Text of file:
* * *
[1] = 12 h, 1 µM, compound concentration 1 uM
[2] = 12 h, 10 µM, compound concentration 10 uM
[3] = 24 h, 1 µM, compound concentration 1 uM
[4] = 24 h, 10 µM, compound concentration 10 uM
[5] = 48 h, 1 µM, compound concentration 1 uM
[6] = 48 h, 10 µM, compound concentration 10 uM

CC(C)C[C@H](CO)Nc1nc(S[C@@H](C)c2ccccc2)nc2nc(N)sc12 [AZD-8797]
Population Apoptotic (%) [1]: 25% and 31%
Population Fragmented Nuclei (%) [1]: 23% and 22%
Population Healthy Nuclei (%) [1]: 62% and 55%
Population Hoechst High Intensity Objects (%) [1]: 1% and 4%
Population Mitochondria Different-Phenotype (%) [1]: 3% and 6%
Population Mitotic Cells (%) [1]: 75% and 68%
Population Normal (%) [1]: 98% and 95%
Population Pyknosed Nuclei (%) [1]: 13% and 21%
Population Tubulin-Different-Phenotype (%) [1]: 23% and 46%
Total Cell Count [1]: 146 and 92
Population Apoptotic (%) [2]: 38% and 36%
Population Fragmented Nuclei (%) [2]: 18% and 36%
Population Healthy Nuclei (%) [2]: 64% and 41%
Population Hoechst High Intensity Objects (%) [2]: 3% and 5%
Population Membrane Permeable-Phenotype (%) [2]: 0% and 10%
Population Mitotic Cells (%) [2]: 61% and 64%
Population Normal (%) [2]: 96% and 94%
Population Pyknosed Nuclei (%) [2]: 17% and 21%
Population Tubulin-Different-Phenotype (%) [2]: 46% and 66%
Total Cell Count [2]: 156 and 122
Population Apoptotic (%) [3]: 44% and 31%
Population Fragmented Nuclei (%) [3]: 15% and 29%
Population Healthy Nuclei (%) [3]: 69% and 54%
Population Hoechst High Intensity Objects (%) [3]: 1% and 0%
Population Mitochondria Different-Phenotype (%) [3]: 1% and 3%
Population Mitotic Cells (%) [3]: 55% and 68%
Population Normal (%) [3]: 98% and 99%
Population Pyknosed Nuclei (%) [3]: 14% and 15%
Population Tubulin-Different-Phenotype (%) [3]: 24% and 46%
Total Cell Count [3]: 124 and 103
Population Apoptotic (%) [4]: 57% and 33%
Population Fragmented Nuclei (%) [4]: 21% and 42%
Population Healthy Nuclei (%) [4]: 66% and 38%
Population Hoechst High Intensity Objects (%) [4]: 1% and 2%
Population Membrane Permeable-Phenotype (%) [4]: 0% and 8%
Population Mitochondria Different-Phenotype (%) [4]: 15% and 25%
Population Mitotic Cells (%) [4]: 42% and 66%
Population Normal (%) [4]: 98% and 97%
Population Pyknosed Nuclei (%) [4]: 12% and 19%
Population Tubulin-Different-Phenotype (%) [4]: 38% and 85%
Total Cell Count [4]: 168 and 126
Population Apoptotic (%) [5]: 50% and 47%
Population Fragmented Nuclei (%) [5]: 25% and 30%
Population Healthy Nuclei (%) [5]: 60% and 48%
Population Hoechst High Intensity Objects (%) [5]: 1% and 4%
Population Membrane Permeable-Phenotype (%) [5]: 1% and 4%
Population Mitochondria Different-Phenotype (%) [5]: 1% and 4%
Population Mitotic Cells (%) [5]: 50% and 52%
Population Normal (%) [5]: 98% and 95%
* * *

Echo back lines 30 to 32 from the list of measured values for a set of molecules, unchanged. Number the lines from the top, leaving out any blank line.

Population Healthy Nuclei (%) [3]: 69% and 54%
Population Hoechst High Intensity Objects (%) [3]: 1% and 0%
Population Mitochondria Different-Phenotype (%) [3]: 1% and 3%